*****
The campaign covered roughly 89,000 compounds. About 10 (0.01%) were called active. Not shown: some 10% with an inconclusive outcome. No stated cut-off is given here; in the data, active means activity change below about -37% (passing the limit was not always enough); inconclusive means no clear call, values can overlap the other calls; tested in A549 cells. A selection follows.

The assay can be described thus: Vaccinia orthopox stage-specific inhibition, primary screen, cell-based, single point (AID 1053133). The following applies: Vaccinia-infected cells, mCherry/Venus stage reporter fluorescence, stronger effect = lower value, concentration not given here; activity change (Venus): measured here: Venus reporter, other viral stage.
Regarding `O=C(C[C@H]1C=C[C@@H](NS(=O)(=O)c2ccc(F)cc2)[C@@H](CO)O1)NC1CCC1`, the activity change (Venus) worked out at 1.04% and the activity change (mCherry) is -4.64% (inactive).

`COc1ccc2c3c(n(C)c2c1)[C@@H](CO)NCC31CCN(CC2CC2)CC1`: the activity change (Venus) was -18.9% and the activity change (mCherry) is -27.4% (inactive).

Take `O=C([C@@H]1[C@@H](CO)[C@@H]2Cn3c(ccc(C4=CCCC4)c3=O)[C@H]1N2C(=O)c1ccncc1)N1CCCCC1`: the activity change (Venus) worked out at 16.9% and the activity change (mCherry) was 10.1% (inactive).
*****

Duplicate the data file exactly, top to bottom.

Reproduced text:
The campaign covered roughly 89,000 compounds. About 10 (0.01%) were called active. Not shown: some 10% with an inconclusive outcome. No stated cut-off is given here; in the data, active means activity change below about -37% (passing the limit was not always enough); inconclusive means no clear call, values can overlap the other calls; tested in A549 cells. A selection follows.

The assay can be described thus: Vaccinia orthopox stage-specific inhibition, primary screen, cell-based, single point (AID 1053133). The following applies: Vaccinia-infected cells, mCherry/Venus stage reporter fluorescence, stronger effect = lower value, concentration not given here; activity change (Venus): measured here: Venus reporter, other viral stage.
Regarding `O=C(C[C@H]1C=C[C@@H](NS(=O)(=O)c2ccc(F)cc2)[C@@H](CO)O1)NC1CCC1`, the activity change (Venus) worked out at 1.04% and the activity change (mCherry) is -4.64% (inactive).

`COc1ccc2c3c(n(C)c2c1)[C@@H](CO)NCC31CCN(CC2CC2)CC1`: the activity change (Venus) was -18.9% and the activity change (mCherry) is -27.4% (inactive).

Take `O=C([C@@H]1[C@@H](CO)[C@@H]2Cn3c(ccc(C4=CCCC4)c3=O)[C@H]1N2C(=O)c1ccncc1)N1CCCCC1`: the activity change (Venus) worked out at 16.9% and the activity change (mCherry) was 10.1% (inactive).